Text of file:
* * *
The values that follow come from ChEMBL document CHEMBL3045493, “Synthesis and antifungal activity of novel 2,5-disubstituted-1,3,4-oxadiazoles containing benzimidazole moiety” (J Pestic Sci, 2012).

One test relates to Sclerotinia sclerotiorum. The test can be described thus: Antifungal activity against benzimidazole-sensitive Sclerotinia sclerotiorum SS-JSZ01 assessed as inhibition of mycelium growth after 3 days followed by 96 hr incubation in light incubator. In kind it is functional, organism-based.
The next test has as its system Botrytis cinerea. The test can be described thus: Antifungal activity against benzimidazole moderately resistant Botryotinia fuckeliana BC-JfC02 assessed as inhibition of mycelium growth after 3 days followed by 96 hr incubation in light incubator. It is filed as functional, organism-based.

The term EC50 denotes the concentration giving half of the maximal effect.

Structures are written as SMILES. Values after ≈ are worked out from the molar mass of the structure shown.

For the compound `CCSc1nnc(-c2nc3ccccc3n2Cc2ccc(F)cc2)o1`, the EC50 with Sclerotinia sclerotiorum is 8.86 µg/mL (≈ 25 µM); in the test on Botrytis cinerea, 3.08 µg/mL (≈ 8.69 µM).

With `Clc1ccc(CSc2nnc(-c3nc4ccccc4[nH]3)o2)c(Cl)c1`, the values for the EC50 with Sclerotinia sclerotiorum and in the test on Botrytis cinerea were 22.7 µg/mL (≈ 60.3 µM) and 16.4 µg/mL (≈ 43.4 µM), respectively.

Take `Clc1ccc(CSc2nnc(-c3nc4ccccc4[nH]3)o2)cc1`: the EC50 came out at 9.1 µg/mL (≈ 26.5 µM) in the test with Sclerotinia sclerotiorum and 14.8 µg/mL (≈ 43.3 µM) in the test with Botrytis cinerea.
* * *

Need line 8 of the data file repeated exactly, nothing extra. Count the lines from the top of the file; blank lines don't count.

Take `Clc1ccc(CSc2nnc(-c3nc4ccccc4[nH]3)o2)cc1`: the EC50 came out at 9.1 µg/mL (≈ 26.5 µM) in the test with Sclerotinia sclerotiorum and 14.8 µg/mL (≈ 43.3 µM) in the test with Botrytis cinerea.